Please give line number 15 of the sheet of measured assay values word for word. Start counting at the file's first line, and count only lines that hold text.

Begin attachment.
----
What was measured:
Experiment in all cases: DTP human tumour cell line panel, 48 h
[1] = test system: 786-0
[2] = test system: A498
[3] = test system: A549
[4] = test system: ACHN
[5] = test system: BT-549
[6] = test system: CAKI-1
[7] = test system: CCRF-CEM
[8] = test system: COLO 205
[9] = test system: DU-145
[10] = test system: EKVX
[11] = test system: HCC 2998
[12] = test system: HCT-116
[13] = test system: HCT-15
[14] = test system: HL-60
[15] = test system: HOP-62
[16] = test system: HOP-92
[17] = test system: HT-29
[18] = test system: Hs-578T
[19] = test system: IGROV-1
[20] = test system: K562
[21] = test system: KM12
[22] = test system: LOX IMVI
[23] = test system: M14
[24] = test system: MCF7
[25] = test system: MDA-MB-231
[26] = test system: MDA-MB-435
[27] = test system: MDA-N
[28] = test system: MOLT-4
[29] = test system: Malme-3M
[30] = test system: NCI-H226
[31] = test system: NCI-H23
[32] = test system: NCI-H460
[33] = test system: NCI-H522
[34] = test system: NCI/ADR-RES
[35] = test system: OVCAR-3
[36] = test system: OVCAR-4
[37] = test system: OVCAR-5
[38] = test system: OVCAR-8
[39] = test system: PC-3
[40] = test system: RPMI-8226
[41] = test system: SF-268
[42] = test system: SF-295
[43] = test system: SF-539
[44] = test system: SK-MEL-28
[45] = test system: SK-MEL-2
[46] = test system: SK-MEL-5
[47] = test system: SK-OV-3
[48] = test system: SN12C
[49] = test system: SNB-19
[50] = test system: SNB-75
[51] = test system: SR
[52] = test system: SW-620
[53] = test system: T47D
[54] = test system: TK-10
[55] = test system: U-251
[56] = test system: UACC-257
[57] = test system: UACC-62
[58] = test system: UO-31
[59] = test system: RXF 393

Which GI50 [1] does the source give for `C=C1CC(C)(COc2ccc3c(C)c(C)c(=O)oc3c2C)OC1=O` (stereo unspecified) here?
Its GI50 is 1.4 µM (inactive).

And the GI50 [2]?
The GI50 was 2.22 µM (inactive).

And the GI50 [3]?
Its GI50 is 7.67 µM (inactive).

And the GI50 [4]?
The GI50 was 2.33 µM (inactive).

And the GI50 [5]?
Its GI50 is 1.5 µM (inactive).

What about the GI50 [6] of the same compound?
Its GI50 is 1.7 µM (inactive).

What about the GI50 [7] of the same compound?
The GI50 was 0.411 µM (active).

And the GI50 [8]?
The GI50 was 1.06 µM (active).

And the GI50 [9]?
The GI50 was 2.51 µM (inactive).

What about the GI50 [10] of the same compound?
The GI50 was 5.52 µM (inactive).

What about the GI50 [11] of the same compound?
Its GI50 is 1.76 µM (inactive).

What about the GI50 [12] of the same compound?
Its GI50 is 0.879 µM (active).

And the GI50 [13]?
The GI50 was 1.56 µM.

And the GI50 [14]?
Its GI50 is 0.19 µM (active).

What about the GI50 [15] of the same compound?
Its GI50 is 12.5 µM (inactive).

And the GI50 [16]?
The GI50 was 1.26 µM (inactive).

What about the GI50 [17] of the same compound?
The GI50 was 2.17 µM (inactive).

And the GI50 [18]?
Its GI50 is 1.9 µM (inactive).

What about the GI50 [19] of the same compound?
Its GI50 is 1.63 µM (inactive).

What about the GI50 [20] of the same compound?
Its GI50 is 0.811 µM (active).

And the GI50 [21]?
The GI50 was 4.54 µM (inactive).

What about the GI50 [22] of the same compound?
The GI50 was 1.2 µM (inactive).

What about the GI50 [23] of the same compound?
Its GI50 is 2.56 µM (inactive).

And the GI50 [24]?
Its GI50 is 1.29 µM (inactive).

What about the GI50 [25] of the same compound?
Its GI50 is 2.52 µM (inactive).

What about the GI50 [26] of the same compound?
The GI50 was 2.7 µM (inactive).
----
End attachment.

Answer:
[13] = test system: HCT-15